Cadillac 2.0T Engine Problems
If you drove a Cadillac ATS or Cadillac CTS with a peppy 2.0L turbocharged engine before 2020, that is the engine with a reputation for problems.
The 2.0L turbocharged inline-four LTG engine took its bow for Cadillac at the 2012 International Auto Show as part of the new Cadillac ATS launch. While there were smaller 2.0T Cadillac engines used on multiple GM models prior to this year, they were not known to have a design issue.
Most consumer problems with the 2.0T LTG were reported between 2013 and 2015. By 2016, changes to spark plugs and the engine control module greatly reduced reports of hard starts, high oil consumption, and even total engine failure.
Cadillac retired the LTG 2.0T engine in 2019. For 2020, it introduced a redesigned 2.0T LSY engine. The LSY is notably free of issues and complaints. You can find it as a spirited yet efficient engine option on the 2019 and later Cadillac CT5 and CT6. They also use it on the 2020 and later Cadillac XT4 and XT5.
Why Was the 2.0T LTG Engine So Popular Despite Its Problems?
The 2013 Cadillac ATS with the 2.0T engine made quite a splash in the luxury sport sedan market as it backed up the sumptuous interior with a power plant built for fun. The inline four-cylinder engine churned out 272 horsepower, enabling the upscale commuter car to take full advantage of its sport-tuned suspension. Its 260 lb-ft of torque provided serious launching ability and helped it earn a respectable 0 to 60 mph time of just 5.7 seconds. Ultimately, this engine scored five stars on test drives off the showroom floor.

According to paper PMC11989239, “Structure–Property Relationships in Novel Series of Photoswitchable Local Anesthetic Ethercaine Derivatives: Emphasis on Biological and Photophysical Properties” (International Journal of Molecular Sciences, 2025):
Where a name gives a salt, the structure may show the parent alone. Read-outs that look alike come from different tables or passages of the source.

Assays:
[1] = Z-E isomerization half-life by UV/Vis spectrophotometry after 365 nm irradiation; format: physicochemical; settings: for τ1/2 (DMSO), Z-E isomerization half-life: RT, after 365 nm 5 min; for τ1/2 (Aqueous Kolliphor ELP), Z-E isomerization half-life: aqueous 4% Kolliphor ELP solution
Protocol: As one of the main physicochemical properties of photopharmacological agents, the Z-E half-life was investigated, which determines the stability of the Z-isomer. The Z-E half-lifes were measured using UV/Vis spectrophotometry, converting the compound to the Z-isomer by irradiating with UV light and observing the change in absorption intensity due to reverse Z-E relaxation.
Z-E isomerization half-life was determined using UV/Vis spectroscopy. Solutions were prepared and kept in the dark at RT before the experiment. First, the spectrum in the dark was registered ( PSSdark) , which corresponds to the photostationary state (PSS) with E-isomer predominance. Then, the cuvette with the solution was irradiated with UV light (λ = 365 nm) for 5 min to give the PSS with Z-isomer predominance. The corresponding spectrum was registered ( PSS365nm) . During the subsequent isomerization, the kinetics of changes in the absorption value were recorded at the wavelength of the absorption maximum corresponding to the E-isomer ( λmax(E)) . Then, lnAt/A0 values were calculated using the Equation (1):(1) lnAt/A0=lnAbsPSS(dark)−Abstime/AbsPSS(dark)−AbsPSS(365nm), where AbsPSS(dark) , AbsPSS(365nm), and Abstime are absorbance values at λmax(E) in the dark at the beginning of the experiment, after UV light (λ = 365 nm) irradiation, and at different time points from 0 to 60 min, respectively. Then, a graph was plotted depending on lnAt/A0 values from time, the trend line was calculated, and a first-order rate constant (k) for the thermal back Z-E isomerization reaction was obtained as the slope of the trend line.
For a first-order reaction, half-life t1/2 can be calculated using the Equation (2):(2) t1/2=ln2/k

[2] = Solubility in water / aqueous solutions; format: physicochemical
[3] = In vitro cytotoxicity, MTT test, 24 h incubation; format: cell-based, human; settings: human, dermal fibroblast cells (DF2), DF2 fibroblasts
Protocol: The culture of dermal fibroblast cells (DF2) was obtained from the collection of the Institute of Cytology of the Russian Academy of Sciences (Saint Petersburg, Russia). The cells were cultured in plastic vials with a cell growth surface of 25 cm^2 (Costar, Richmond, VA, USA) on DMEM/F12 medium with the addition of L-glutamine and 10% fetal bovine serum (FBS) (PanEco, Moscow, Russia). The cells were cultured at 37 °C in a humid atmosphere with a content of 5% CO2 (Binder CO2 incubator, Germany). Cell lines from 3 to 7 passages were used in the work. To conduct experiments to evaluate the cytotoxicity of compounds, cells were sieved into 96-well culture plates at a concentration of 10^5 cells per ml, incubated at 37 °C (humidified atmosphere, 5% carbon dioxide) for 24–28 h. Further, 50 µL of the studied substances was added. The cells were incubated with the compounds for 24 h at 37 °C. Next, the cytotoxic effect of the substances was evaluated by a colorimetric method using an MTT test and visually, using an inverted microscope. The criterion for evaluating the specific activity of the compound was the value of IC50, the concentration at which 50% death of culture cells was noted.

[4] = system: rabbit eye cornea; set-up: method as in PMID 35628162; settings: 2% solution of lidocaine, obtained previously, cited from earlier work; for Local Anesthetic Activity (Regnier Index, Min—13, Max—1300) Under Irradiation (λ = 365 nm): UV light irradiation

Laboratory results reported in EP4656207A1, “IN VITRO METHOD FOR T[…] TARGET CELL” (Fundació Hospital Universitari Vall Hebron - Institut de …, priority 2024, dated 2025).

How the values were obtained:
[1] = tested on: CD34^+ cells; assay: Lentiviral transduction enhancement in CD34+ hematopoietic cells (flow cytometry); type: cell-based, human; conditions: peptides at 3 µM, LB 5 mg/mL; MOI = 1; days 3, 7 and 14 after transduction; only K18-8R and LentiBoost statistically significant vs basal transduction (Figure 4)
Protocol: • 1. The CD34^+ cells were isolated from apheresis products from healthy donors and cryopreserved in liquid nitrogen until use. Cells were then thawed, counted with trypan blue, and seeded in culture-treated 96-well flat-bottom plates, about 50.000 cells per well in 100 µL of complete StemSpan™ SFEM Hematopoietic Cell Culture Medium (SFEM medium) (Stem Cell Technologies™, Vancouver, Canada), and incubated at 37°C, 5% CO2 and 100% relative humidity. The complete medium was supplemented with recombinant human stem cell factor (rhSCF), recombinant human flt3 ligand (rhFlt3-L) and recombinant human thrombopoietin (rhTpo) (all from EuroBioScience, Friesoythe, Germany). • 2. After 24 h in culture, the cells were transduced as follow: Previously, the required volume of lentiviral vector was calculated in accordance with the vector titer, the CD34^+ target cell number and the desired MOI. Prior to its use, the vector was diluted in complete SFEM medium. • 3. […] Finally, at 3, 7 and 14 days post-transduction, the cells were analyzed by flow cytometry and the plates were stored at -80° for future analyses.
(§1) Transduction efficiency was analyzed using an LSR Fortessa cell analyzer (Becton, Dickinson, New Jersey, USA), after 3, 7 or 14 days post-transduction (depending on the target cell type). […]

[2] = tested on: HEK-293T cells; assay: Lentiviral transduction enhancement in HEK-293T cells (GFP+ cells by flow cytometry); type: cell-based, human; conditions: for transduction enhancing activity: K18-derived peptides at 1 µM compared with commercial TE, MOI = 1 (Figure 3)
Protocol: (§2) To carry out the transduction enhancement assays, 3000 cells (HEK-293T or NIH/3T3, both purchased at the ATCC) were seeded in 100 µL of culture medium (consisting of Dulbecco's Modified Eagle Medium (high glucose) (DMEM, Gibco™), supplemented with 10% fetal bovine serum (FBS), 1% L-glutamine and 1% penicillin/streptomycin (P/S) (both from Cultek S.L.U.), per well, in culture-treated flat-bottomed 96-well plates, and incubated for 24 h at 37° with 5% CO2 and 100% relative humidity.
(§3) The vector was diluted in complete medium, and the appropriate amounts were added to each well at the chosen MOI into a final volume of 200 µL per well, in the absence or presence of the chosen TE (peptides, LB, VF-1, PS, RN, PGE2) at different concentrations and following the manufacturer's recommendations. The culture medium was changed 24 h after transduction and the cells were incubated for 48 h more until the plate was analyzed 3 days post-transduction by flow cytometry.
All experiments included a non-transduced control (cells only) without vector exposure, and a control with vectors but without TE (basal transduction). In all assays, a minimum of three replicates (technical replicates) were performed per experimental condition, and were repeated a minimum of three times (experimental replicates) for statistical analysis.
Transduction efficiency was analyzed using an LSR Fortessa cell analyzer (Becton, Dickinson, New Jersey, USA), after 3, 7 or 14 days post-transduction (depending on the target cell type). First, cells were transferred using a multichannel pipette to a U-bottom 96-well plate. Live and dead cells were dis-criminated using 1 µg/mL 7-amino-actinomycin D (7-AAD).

The automotive review experts lined up to sing praises for the Cadillac ATS with the new 2.0T under the hood. Editors at Autoweek noted that the lightweight chassis, well-balanced suspension, and just the right amount of muscle delivered an eminently driveable sports sedan. Once a driver got behind the wheel, they loved its responsiveness and control without the overblown power on many American muscle cars.
While the larger CTS offered extra elbow room in its well-appointed cabin, buyers were happy to opt for the 2.0T engine package as it provided all the acceleration needed for daily commuting. Also, the little turbo offered up a smooth ride once you reached cruising speed. If you chose the available V6, you gave up the fuel economy and only earned an extra 50 horsepower and 15 lb-ft of torque. The larger engine simply did not impress.
What Were the Most Common Problems with the 2.0T Engine?
The earliest complaints lodged against the 2.0T engine back in 2013 were associated with hard starts that resulted in a check engine light. With the new turbo design, the engine ignition required less heat to get going, but the original spark plugs demanded a higher heat cycle to fire. This resulted in repeated engine misfires during the cold cranking sequence.
The misfires led to carbon build-up in the engine cylinders and then to burnt pistons. Ultimately, some owners saw total engine failures as early as 7,000 miles. Chat rooms exploded as more engines locked up. Cadillac Forums reported over 50 vehicles with at least one engine replacement needed by April of 2015.
The other typical engine problem comes with excessive oil consumption. A gasket on the timing cover developed cracks after a few years, resulting in oil leakage. This led to the engine overheating and in a few cases stalling out on the road.
Some drivers reported black smoke churning out the tailpipes during cold starts. Cadillac investigated the problem but ultimately issued a service bulletin that indicated this was a normal part of warming up the turbo. Other common complaints lodged at dealerships referred to a ticking or clicking noise under the hood. This also is expected as part of the turbo design.